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The Transition Initiatives - How is Commoning applied? : a descriptive analysis of commoning in three Transition Initiatives

Struwe, M.E.F. (2016) The Transition Initiatives - How is Commoning applied? : a descriptive analysis of commoning in three Transition Initiatives.

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Abstract:Relating to the debate of where the commons movement and the Transition Initiatives coincide, this paper examines the principles and practices both concepts share through the analysis of commoning in three Transition Initiatives. Despite a considerable amount of theory about the commons on the one hand and the Transition Initiatives on the other, very little empirical research on the specific elements of commoning in real life examples exists. Thus, in this paper the following main research question is addressed: “What are the elements of commoning discernable in Transition City Lancaster, Transition Town Lewes and Transition Penwith?” In order to answer this question a conceptualization and operationalization as well as an ideal type of commoning is established on the basis of different accounts. This ideal type provides the most characteristic elements of commoning as defined in the literature and is used in the analysis as a measuring rod to evaluate and compare the findings from the three selected cases. In this process, directed content analysis of web-data provided on the websites of the Transition Initiatives, is employed. Furthermore, interviews with members of the core groups of the three initiatives are conducted to gather even more specific data. During the analysis, the qualitative data analysis program ATLAS.ti is used to facilitate organization, categorization and coding of the data. The analysis produces a rich description of commoning in the three Transition Initiatives and provides valuable insights into the specific elements of commoning applied. Eventually, the results suggest that commoning cannot be reduced to a definite set of elements. Yet, it can be regarded as a complex and flexible composition of activities and elements special with regard to context and geographical position.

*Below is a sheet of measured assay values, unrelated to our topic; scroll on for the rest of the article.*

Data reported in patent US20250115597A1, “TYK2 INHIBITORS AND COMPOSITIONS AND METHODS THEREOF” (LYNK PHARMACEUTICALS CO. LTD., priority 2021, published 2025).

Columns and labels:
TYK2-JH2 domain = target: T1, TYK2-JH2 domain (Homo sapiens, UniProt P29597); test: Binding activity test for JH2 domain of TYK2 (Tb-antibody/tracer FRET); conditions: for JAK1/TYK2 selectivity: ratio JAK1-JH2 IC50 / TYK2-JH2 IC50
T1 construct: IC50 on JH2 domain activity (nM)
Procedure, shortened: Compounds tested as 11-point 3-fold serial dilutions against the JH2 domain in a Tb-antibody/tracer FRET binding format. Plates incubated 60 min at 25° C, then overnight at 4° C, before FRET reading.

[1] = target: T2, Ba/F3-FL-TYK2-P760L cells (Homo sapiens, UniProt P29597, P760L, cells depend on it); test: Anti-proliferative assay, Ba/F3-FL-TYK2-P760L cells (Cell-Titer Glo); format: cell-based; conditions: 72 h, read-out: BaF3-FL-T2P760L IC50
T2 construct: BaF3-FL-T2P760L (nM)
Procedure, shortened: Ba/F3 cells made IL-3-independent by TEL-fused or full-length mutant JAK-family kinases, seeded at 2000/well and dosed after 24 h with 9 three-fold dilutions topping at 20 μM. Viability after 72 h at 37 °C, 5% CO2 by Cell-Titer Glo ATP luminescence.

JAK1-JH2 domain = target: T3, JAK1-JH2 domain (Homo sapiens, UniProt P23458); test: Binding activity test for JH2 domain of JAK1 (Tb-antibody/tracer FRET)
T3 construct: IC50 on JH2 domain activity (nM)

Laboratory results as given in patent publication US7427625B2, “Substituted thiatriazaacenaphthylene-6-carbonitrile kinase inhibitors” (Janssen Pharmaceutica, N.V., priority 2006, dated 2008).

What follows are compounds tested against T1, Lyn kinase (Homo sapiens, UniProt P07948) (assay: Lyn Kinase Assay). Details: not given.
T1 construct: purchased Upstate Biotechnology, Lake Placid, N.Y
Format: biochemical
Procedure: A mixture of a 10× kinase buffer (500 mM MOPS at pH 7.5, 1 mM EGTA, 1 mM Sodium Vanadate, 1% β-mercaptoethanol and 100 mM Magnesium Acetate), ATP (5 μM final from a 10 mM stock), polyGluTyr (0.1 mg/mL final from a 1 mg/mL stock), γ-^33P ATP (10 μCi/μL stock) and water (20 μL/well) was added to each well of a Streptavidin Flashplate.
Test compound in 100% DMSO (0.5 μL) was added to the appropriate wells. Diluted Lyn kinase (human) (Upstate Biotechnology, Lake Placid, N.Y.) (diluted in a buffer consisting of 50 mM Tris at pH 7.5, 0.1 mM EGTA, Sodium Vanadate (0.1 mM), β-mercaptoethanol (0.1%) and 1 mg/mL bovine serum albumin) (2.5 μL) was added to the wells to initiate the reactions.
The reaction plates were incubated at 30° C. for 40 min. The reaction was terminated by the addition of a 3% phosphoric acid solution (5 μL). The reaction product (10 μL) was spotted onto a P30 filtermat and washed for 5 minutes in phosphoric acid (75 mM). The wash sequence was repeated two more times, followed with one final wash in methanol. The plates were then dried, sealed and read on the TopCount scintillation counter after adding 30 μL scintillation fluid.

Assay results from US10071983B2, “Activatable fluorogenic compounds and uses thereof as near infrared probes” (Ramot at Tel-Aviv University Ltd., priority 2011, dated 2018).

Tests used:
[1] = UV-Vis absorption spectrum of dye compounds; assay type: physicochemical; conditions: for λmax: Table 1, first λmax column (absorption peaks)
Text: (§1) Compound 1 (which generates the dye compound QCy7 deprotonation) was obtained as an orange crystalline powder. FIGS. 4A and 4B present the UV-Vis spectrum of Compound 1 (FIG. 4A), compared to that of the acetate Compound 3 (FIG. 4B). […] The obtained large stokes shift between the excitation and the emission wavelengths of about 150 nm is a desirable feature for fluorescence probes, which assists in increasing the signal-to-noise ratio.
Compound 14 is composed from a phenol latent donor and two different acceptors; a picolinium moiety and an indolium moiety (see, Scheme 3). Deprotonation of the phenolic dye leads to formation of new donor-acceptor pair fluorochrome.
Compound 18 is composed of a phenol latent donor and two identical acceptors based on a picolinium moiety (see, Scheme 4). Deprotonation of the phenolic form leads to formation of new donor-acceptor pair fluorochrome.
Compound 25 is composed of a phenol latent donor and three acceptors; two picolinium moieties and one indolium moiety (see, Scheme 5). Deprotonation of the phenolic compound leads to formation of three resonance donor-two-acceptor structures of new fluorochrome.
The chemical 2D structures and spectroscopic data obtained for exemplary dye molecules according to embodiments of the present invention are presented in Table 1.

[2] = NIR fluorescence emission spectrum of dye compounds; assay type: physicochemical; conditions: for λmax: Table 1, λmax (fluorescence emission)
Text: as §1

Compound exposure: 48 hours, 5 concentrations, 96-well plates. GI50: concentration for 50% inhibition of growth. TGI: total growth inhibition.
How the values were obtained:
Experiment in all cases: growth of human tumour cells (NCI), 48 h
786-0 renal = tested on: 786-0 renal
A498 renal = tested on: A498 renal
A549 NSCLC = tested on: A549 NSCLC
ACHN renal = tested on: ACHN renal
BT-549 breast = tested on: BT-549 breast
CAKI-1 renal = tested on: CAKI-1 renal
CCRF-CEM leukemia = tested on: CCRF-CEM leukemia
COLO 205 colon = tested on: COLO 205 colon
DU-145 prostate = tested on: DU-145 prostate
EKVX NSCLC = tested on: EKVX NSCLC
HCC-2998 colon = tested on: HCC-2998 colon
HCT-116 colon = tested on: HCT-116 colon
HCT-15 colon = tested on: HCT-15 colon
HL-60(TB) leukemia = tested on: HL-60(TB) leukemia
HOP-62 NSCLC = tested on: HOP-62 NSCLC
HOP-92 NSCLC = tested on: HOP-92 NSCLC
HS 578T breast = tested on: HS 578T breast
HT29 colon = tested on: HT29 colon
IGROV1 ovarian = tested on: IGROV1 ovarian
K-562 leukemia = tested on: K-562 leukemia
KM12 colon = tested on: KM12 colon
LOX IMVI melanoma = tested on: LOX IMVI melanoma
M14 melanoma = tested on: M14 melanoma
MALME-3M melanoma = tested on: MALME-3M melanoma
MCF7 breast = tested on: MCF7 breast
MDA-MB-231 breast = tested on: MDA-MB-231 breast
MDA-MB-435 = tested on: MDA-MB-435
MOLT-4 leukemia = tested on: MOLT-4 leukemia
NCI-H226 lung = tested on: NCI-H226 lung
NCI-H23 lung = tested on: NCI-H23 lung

Item Type:Essay (Bachelor)
Faculty:BMS: Behavioural, Management and Social Sciences
Subject:88 social and public administration
Programme:Management Society and Technology BSc (56654)
Link to this item:http://purl.utwente.nl/essays/69691
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